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Attention-Seeking Behaviour

I read a tweet recently that said: “How about instead of ‘attention-seeking’ we use the term ‘support-seeking’ and see how it changes our response to people talking about their mental health.”

Heck yeah.

Let’s do it.

Because mental illness isn’t visible, because it doesn’t show up in an x-ray or a blood test, many people often easily ignore it. There exists a stigma and a belief that someone’s mental illness is a choice, a flaw in character, a shortcoming.

“Snap out of it.”

“It’s all in your head.”

“If you tried harder you would feel better.”

Sharing mental health concerns or challenges is often labeled as attention-seeking yet someone complaining about a broken arm gets stickers and kind messages on their cast. Sorry I can’t put a cast on my brain. Shifting our perspective from attention-seeking to support-seeking is extremely powerful. It creates a new narrative where the person “acting out” (read here “exhibiting symptoms”) is not trying to get attention or pity, but is actively trying to help themselves. They are asking for support.

If I show up at the ER with suicidal thoughts and a plan on how to kill myself, I AM looking for attention. Medical attention. Please.

I have learned over the years to take myself to the ER or ask someone close to me to drive me if I feel I am unable to remain safe. It’s taken a lot of hard work and realizing that there is no weakness in asking for help. I am now able to do what I have to do to keep myself safe and to manage my illness. I am asking for support.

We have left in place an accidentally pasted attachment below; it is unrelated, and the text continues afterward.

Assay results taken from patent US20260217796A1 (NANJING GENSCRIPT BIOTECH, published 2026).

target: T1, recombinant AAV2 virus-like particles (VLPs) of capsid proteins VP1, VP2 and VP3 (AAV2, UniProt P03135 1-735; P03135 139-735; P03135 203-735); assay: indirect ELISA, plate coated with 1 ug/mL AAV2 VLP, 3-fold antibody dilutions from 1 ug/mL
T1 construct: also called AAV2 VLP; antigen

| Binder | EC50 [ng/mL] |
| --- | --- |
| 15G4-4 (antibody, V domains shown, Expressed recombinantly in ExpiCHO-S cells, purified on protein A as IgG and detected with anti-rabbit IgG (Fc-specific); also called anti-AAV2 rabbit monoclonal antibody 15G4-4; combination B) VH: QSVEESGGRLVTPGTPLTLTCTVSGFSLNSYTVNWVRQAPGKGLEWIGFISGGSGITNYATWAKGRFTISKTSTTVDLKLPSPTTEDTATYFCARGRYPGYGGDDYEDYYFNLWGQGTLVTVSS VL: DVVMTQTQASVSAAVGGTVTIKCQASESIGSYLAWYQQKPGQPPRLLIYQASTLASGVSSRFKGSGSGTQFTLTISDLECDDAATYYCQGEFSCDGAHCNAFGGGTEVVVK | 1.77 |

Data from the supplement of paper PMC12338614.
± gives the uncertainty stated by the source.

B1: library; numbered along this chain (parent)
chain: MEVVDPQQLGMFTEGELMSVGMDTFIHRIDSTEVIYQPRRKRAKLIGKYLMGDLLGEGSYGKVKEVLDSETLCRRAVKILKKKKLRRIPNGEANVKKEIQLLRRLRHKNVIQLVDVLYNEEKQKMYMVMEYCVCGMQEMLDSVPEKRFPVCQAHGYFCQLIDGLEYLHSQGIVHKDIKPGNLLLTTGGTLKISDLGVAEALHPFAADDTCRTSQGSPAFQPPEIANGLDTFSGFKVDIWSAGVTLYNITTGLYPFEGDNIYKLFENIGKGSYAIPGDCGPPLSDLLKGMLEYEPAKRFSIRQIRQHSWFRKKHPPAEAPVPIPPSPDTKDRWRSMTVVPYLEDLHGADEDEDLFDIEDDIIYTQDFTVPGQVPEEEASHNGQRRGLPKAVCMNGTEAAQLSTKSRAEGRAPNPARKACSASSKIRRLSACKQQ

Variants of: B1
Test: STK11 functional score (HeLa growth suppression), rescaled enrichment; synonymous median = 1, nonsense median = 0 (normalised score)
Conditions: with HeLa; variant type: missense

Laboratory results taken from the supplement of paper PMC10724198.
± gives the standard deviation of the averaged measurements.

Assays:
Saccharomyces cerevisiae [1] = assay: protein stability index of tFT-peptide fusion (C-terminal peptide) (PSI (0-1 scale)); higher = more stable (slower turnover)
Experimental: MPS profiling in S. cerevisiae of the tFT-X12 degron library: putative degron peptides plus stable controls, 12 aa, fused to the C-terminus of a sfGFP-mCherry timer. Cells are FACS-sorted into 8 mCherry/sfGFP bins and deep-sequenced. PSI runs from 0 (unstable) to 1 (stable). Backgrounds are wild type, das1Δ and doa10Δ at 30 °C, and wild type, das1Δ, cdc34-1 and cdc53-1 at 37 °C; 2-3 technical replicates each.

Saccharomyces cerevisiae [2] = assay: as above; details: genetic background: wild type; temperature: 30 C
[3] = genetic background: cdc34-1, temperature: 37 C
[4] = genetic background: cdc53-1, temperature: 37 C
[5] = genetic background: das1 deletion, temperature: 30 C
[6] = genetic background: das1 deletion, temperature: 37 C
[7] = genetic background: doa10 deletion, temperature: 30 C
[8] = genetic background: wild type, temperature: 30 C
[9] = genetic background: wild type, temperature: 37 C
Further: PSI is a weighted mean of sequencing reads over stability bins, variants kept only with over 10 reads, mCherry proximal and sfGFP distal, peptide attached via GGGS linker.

Especially when it comes to suicidal thoughts and self-harm, “attention-seeking” has been the paradigm for so long.

I once was taken to the Douglas Mental Health Institute in Montreal by my partner at the time. He put me in the car, drove me to the hospital and told the doctor “I don’t know what to do.” The doctor said something along the lines of my cuts not being as severe as some he’s seen before. What I heard? “Next time cut deeper and maybe I’ll take you seriously.”

Self-harm and suicide are, the vast majority of the time, not behaviours that seek attention for the sake of attention. They are behaviours to externalize an internal pain that is too complex and excruciating to process. They are visible signs of an invisible illness.

I have often thought as I entered the ER for suicidal thoughts that if I was able to admit to the thoughts and take myself into the hospital, shouldn’t I be able to simply not act on them? Not kill myself?

That thinking leads to people dying. Research has shown that asking someone about suicide directly and candidly greatly reduces the chances of them carrying out the act. When someone shares that they have suicidal thoughts, don’t dismiss it as attention-seeking. Be compassionate, commend their courage and vulnerability, commend their strength in asking for help. Be there for them.

If you see that someone is self-harming, don’t dismiss it as attention-seeking. Be compassionate, recognize the battle they are fighting, acknowledge the psychological pain they must be feeling to inflict physical pain on themselves. Be there for them.

A simple change in language can change our entire perspective. Words are powerful. Mind yours and decide if you want to cause more harm or effect positive change.

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